Spring is finally here, and a new earnings season is right around the corner. Next Monday Alcoa (NYSE:AA) will get us started by releasing its latest quarterly results. The key to making smart investment decisions on stocks reporting earnings is to anticipate how they'll do before they announce results, leaving you fully prepared to respond quickly to whatever inevitable surprises arise. That way, you'll be less likely to make an uninformed, knee-jerk decision.

Alcoa has the smallest market cap of any member of the Dow Jones Industrials (DJINDICES:^DJI), but it has the honor of being the first Dow component to report its earnings every quarter. Let's take an early look at what's been happening with Alcoa over the past quarter and what we're likely to see in its quarterly report on Monday.

Stats on Alcoa

Analyst EPS Estimate


Change From Year-Ago EPS


Revenue Estimate

$5.93 billion

Change From Year-Ago Revenue


Earnings Beats in Past 4 Quarters


Source: Yahoo! Finance.

Will Alcoa finally start to rebound?
Analysts aren't too optimistic about Alcoa's earnings prospects this quarter: They've cut their estimates substantially over the past few months, reducing their consensus for the just-ended quarter by $0.03 per share and their full-year 2013 call on EPS by $0.09. The shares have also continued their slow decline, falling by 5% since the beginning of 2013.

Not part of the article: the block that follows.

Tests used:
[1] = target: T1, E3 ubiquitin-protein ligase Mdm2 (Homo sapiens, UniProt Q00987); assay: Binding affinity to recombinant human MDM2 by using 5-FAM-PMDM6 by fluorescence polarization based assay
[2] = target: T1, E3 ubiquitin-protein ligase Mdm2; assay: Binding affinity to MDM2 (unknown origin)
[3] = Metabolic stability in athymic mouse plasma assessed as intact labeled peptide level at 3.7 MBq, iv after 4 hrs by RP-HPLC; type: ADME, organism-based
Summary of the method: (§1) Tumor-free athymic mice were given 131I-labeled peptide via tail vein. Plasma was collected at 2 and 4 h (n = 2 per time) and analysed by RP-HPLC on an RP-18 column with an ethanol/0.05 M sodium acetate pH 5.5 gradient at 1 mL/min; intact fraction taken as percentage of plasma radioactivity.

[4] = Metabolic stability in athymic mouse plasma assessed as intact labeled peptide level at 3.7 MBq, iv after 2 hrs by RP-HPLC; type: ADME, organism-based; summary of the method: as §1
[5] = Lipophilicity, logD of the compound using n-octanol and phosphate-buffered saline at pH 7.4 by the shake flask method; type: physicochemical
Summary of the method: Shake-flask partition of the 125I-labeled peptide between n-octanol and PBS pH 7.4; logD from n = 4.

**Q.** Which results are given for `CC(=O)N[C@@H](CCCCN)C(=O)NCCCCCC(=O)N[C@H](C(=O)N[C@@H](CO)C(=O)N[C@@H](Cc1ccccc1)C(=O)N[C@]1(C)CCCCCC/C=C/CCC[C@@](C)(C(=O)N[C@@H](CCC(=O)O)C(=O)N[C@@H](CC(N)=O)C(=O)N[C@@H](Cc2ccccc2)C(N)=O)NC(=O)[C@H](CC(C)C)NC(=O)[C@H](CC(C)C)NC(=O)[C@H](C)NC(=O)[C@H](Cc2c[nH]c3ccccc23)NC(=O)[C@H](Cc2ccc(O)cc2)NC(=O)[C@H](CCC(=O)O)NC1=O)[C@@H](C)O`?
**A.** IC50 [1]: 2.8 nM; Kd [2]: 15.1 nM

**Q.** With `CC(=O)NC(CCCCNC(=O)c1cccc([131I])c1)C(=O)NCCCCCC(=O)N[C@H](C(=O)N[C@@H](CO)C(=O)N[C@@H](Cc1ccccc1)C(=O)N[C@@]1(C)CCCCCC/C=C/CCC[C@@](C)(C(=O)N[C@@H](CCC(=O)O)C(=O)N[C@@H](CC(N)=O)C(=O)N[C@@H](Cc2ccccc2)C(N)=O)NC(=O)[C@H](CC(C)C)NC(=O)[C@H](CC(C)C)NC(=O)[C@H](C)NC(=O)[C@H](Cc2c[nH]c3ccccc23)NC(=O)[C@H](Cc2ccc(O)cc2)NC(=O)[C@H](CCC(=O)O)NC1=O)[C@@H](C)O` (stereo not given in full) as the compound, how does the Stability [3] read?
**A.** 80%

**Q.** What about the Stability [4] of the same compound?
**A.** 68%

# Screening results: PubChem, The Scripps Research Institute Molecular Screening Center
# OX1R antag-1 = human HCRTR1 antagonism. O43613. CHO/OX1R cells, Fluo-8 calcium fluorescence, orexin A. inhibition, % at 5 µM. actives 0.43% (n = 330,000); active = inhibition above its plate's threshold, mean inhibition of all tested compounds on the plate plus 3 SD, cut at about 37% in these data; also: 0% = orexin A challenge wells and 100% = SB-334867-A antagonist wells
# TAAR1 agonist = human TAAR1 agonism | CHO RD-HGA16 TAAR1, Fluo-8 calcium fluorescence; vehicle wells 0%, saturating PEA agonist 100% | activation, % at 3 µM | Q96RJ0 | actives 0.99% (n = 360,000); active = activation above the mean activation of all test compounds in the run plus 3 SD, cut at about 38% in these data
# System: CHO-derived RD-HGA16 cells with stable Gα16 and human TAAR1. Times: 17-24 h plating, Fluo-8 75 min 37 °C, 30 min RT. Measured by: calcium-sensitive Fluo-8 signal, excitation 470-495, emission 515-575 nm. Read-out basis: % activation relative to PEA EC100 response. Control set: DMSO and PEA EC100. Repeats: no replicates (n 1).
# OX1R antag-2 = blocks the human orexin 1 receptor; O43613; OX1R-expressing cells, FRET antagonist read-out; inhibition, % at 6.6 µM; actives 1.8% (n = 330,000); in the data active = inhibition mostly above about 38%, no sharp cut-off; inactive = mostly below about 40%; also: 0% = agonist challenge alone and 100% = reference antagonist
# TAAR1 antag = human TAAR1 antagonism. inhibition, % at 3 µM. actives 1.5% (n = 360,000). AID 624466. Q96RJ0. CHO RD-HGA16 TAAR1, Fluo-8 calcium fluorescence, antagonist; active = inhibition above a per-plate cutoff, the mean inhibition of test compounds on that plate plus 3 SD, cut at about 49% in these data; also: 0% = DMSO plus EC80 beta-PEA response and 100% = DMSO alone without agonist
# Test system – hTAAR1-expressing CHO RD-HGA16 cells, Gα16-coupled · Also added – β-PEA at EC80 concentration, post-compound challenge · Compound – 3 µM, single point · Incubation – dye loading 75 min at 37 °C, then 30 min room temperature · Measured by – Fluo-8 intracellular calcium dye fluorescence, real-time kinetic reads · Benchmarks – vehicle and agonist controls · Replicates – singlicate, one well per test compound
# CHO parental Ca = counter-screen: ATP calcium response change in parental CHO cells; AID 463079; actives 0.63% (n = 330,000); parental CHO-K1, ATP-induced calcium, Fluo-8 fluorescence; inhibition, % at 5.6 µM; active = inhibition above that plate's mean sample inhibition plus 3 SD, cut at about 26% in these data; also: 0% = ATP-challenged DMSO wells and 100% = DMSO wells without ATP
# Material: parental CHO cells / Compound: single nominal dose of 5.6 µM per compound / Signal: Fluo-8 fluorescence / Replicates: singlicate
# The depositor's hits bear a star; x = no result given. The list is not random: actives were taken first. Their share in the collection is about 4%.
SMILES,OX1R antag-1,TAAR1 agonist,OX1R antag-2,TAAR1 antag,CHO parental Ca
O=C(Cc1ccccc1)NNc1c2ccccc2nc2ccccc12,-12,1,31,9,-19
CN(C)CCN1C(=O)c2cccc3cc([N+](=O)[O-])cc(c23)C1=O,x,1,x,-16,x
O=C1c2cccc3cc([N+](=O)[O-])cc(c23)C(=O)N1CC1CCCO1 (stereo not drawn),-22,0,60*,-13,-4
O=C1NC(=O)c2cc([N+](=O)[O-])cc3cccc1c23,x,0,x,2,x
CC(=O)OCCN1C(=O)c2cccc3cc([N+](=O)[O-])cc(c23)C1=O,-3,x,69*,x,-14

In an overall positive environment for the Dow, Alcoa has lagged behind during the past quarter. Given major concerns about the health of the global economy, signs of strength in the U.S. haven't been enough to pull Alcoa out of its long-term funk.

AA Chart

Alcoa data by YCharts.

But the aluminum giant has hope that conditions will improve eventually because of the strength of some of the sectors that represent its greatest sources of demand. Last quarter CEO Klaus Kleinfeld identified three key industries as potential drivers of growth for Alcoa: automobiles, aircraft, and heavy trucks and trailers. Kleinfeld sees aerospace climbing 9% to 10% in 2013, compared to a 2% to 7% rate for heavy trucks and trailers and a 1% to 4% range for autos globally.

Given enough time, those hopes may pan out. Boeing (NYSE:BA) has been using more aluminum in its jets in order to decrease weight and increase fuel efficiency. Automaker Ford (NYSE:F) has concentrated some of its biggest high-growth bets on China, and with Alcoa seeing the country as the primary contributor to its growth, Ford's efforts there will be important to Alcoa's success.

In Alcoa's quarterly report, watch closely for the company's CEO to give his views not only on Alcoa but on the state of the global economy. What he says could set the tone for the entire earnings season.

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